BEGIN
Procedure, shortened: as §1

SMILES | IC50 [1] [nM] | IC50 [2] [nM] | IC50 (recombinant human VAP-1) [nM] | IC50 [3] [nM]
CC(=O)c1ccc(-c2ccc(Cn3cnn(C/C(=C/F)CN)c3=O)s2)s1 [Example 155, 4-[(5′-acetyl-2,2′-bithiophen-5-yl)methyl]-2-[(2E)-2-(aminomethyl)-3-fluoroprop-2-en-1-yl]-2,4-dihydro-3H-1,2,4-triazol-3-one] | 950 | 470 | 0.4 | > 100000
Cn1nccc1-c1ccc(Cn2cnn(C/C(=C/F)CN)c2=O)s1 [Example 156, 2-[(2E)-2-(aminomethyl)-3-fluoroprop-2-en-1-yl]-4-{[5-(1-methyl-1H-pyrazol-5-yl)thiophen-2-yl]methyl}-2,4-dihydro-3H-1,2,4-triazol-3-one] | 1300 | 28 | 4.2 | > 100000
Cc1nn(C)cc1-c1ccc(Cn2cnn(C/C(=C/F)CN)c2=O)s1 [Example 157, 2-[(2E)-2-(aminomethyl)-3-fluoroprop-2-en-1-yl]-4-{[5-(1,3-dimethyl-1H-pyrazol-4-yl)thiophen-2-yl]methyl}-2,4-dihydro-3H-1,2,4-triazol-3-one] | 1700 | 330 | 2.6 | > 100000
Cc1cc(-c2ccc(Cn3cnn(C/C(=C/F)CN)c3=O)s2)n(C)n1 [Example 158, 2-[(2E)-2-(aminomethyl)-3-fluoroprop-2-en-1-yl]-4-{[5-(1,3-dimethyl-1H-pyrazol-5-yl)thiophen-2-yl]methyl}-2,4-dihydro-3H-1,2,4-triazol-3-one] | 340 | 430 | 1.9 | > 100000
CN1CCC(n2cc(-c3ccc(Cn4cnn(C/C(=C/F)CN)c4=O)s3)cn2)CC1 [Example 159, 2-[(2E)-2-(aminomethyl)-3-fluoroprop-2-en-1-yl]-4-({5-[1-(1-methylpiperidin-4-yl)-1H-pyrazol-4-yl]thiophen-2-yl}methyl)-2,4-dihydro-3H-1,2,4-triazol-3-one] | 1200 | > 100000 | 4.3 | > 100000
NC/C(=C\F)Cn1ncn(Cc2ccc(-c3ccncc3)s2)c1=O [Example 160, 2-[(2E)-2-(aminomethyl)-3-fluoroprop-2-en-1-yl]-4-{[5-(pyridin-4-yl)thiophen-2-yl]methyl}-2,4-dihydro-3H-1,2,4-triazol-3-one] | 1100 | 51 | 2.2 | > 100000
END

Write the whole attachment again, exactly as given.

Procedure, shortened: as §1

SMILES | IC50 [1] [nM] | IC50 [2] [nM] | IC50 (recombinant human VAP-1) [nM] | IC50 [3] [nM]
CC(=O)c1ccc(-c2ccc(Cn3cnn(C/C(=C/F)CN)c3=O)s2)s1 [Example 155, 4-[(5′-acetyl-2,2′-bithiophen-5-yl)methyl]-2-[(2E)-2-(aminomethyl)-3-fluoroprop-2-en-1-yl]-2,4-dihydro-3H-1,2,4-triazol-3-one] | 950 | 470 | 0.4 | > 100000
Cn1nccc1-c1ccc(Cn2cnn(C/C(=C/F)CN)c2=O)s1 [Example 156, 2-[(2E)-2-(aminomethyl)-3-fluoroprop-2-en-1-yl]-4-{[5-(1-methyl-1H-pyrazol-5-yl)thiophen-2-yl]methyl}-2,4-dihydro-3H-1,2,4-triazol-3-one] | 1300 | 28 | 4.2 | > 100000
Cc1nn(C)cc1-c1ccc(Cn2cnn(C/C(=C/F)CN)c2=O)s1 [Example 157, 2-[(2E)-2-(aminomethyl)-3-fluoroprop-2-en-1-yl]-4-{[5-(1,3-dimethyl-1H-pyrazol-4-yl)thiophen-2-yl]methyl}-2,4-dihydro-3H-1,2,4-triazol-3-one] | 1700 | 330 | 2.6 | > 100000
Cc1cc(-c2ccc(Cn3cnn(C/C(=C/F)CN)c3=O)s2)n(C)n1 [Example 158, 2-[(2E)-2-(aminomethyl)-3-fluoroprop-2-en-1-yl]-4-{[5-(1,3-dimethyl-1H-pyrazol-5-yl)thiophen-2-yl]methyl}-2,4-dihydro-3H-1,2,4-triazol-3-one] | 340 | 430 | 1.9 | > 100000
CN1CCC(n2cc(-c3ccc(Cn4cnn(C/C(=C/F)CN)c4=O)s3)cn2)CC1 [Example 159, 2-[(2E)-2-(aminomethyl)-3-fluoroprop-2-en-1-yl]-4-({5-[1-(1-methylpiperidin-4-yl)-1H-pyrazol-4-yl]thiophen-2-yl}methyl)-2,4-dihydro-3H-1,2,4-triazol-3-one] | 1200 | > 100000 | 4.3 | > 100000
NC/C(=C\F)Cn1ncn(Cc2ccc(-c3ccncc3)s2)c1=O [Example 160, 2-[(2E)-2-(aminomethyl)-3-fluoroprop-2-en-1-yl]-4-{[5-(pyridin-4-yl)thiophen-2-yl]methyl}-2,4-dihydro-3H-1,2,4-triazol-3-one] | 1100 | 51 | 2.2 | > 100000